The protests were part of a larger meeting in Canberra of dozens of aboriginal leaders, elders and activists from across the country to discuss environmental threats. Amelia Telford from the Indigenous Youth Climate Network said Indigenous people were already feeling the effects of climate change. She said, "aboriginal and Torres Strait Islander people are hit first and worst by climate change."
Comrades across globe bring the business houses down if they go against the professional ethics and environmental.— Anand coming soon to Sennai (@sliceme) March 25, 2019
The poster and the writing is 👏👏👏
Activists stop coal operations in protest of planned US$1 billion Australian mine https://t.co/kwy2EGvpkt via @ecobusinesscom
On 1st March 2019, anti-coal activist, Mark Simpson, from Bundaberg locked himself to a coal train blocking it from entering the Abbot Point coal terminal in protest against the planned construction of the Carmichael coal mine project. The Carmichael coal mine is owned by Indian multinational Adani and is believed to be one of world’s biggest planned mining operations. Simpson used an elbow lock to attach himself to a train to continue the shutdown of the rail line before being cut free by police. He said:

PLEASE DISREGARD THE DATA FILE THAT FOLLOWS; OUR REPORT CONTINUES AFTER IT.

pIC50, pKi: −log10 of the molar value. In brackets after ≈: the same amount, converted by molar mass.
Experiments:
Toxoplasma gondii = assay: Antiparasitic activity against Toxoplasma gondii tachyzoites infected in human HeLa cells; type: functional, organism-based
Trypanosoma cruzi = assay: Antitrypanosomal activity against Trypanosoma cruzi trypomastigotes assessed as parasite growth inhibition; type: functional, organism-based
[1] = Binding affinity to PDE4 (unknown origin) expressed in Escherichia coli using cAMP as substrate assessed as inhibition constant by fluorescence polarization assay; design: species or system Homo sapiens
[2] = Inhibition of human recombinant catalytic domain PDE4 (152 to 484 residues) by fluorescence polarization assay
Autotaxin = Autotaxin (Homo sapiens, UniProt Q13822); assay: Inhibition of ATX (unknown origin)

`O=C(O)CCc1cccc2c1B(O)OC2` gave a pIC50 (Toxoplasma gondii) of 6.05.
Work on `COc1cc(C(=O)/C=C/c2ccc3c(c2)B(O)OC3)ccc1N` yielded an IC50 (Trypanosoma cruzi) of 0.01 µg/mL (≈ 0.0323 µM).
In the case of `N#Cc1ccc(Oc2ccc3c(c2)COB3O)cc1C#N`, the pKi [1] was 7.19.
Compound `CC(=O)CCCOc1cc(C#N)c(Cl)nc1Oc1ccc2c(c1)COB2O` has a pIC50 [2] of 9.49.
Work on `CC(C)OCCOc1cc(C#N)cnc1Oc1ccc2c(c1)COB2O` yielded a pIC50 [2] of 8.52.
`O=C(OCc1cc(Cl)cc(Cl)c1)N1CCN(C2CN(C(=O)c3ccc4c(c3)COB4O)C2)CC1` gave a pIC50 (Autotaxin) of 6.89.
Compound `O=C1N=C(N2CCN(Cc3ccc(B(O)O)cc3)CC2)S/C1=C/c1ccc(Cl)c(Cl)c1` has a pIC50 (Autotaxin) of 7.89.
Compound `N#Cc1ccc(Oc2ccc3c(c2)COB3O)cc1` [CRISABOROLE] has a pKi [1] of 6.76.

“I am risking arrest and fines because the old political establishments have turned their backs on citizens they are employed to represent. Instead they are making dirty deals with some of the most corrupt resource companies that have ever been.”
After police removed Simpson from the train, another activist Freya Nolin used a heavy-duty elbow lock to attach herself to the rail, stopping operations anew. The activist held a banner that said “Adani, this is only the beginning”, before police took her away. Nolin was handed a AUD 10,000 (USD 7,172) fine on 2nd April 2019 by the courts.